Wednesday, June 16, 2010

It List: Wednesday

Bastard Noise/Hatred Surge/Lychgate/Mindhunter (Rubber Gloves): I would think that Bastard Noise would need no intro, but considering that nobody else has said anything about this rather significant show, I'll do what I can. Bastard Noise is the very effective offshoot of Man Is The Bastard, a widely loved group that truly redefined the limits of hardcore as an art form in the 90's, especially by tampering with the genre's formula and arsenal of equipment. The group combined stark bass-lines with homemade noise tools capable of emitting sounds that were completely unique and avoided the tired guitar distortion cliches that were already wearing thin in hardcore by the early 90's. This is all the more obvious when you hear their music today and realize that it has not aged a second; it still sounds completely devastating without even a hint of the silliness prevalent at the time.

Bastard Noise, which has shared all of the same members, has pushed in arguably even more radical directions over the years, with a healthy amount of the music's explosiveness eventually disintegrating into formless static and chaos, largely devoid of rhythm and instead atmospherically manipulating its surroundings through a sustained and engulfing fog of sound.

But just when one suspects they understand the group's intentions, they always seem to return to their many abilities of rhythm and force, combining prog beats and intense vocals to snap the noise back into skeletal shape in an intimidatingly convincing manner. Make no mistake, Bastard Noise (as well as Man Is The Bastard and Geronimo) have one of the all-time immediately identifiable sounds in any genre of music. Countless are the times when it comes up on some mix cd or random Ipod track, and somebody excitedly exclaims one of the monikers on the multi-pronged list of groups that have spawned from this crowd. Pretty nerdy, I know. The dense and tough bass and drum parts mixed with the otherworldly squeals of their handmade equipment has become just as iconic in some circles as the characteristic shred of your average "favorite all-time guitarist." Except this never sucks. The fact that Austin's Hatred Surge is opening, as well as a couple of terrific locals would warrant even more type, but I want some people to actually read this before midnight. Highly recommended.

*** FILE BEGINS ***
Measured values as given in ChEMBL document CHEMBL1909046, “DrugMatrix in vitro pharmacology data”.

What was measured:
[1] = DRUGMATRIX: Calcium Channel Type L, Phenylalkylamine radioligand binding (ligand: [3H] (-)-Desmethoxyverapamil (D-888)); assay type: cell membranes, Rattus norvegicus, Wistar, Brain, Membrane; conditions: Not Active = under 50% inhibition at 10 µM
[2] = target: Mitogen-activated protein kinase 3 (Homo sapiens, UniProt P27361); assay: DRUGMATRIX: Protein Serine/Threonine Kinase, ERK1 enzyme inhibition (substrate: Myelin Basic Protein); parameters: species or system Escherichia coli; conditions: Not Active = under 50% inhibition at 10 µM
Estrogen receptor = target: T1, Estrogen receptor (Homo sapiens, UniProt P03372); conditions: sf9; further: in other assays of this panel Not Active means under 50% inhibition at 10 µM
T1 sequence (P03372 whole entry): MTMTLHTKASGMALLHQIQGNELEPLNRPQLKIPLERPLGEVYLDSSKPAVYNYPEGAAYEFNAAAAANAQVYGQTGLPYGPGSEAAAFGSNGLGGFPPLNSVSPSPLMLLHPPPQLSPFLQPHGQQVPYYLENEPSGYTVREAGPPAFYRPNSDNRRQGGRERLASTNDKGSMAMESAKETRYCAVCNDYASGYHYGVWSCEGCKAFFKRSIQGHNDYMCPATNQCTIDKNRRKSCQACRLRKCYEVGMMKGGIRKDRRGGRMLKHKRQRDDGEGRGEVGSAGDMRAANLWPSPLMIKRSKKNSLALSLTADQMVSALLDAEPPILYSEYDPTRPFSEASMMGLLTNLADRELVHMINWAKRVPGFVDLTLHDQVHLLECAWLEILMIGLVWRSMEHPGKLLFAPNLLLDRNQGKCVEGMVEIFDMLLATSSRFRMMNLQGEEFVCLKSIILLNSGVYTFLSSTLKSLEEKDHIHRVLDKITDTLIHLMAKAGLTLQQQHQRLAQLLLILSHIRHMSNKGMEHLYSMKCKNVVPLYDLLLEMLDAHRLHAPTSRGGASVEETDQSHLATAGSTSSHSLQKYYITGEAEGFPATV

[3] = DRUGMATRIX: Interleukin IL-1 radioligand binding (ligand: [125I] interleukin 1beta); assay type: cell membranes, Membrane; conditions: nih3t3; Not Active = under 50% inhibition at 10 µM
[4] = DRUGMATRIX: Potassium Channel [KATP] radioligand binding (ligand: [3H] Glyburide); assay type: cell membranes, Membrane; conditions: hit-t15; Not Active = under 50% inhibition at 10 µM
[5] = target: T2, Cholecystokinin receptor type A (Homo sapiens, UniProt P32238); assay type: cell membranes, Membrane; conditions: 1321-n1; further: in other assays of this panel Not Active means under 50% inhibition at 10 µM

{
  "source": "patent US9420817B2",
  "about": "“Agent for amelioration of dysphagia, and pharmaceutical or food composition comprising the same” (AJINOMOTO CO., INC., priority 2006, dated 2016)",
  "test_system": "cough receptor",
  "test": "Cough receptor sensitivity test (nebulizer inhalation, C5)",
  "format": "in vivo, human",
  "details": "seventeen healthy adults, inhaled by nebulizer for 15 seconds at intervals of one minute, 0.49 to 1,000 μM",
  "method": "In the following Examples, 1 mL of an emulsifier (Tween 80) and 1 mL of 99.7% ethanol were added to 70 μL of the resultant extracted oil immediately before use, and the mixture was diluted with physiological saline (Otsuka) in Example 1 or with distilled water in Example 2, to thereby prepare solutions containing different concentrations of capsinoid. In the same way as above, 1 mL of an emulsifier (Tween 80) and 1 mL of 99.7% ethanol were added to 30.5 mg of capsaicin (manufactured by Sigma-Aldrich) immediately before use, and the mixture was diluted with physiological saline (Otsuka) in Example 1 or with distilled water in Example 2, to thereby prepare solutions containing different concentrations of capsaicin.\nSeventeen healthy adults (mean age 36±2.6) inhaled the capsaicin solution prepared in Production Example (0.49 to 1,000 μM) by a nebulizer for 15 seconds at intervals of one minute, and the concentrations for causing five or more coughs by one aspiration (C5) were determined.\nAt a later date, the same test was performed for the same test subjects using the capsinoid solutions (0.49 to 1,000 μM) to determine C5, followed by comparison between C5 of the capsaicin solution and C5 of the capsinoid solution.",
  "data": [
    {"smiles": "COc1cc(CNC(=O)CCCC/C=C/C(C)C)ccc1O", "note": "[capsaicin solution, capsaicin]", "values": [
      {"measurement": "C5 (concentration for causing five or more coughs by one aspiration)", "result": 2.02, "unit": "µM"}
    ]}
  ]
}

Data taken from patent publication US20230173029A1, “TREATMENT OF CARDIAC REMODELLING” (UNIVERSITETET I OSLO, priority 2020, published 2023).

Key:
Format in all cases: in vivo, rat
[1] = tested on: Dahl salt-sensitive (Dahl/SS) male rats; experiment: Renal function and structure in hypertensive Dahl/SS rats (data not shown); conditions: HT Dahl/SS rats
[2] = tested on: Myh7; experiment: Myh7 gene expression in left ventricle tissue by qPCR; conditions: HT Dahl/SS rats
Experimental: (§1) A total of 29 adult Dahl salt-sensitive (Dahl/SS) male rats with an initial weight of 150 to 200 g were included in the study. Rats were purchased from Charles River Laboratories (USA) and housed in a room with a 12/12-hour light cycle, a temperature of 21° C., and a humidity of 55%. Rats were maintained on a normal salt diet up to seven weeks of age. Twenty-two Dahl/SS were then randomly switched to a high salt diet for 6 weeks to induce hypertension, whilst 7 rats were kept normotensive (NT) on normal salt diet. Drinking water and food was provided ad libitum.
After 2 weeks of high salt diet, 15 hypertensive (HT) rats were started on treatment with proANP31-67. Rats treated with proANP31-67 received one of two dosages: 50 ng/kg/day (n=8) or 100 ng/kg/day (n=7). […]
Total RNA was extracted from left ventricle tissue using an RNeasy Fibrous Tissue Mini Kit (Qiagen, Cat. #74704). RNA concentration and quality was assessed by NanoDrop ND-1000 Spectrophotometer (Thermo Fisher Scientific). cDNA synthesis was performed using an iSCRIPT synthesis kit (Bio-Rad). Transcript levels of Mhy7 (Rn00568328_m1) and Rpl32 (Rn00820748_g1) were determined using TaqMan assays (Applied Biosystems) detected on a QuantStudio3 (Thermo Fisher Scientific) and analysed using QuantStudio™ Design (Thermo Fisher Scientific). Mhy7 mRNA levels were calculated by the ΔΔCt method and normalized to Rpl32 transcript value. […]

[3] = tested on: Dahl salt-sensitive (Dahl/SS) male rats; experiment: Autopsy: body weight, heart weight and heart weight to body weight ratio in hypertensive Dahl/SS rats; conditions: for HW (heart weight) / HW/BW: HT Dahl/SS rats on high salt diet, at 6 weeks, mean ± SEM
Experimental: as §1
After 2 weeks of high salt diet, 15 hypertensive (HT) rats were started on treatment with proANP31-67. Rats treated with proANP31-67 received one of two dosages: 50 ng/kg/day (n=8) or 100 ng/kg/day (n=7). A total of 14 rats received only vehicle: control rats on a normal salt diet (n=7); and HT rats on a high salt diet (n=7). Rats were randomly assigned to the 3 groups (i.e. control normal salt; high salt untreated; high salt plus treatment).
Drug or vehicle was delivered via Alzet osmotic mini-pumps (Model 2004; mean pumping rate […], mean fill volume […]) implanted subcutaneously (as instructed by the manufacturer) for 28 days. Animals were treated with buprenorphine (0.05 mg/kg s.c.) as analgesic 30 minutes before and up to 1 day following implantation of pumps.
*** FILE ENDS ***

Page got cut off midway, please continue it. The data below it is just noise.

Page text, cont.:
Shearing Pinx/Nu Sensae/Cuckoo Byrds/Orange Coax (Majestic Dwelling Of Doom): I saw the Shearing Pinx perform on the UTD campus of all places, and they reminded me a lot of another similar act that played tasteful noise rock from Canada: The Creeping Nobodies. I remember them being pretty good and I'm not making light of both groups being from Canada; I just honestly don't hear many bands like these two from the States anymore. Perhaps I'm not looking hard enough.

Nu Sensae are great fun and they combine a bratty "Juicy" Julia Cafritz/Free Kitten vocal sound with high-energy, bass-led rock rhythms. There is a distinct lack of guitar with most of the best bands playing tonight and that's no coincidence. I used to have this friend that mainly listened to house music who would openly fantasize about how she wished that some magic being (a DJ, duh) would swoop in and erase all of the bad guitar parts out of old disco tracks and even the good guitar parts out of dance-y post punk tracks like The Raincoats or The Delta Five. Really used to piss me off. Know what's weird? I kind of understand now. Maybe I'm finally old. Oh, Cuckoo Byrds is the wonderful duo that runs Time Bandits in Denton and I'm expecting good things since they played such wonderful records at our own show in September of last year. One more thing: Orange Coax has ten inch records being shipped from the Czech Republic to my fucking house as we speak.

Invincible Czars/Timeline Post/Old Snack (Hailey's): Hey, what does everyone think of the band name "Old Snack?" It seems to be pretty polarizing when it's brought up. I almost accidentally logged into Myspace today and posted a bulletin. Is that weird? Did you know there are bands on there? No, seriously. Like, a lot.


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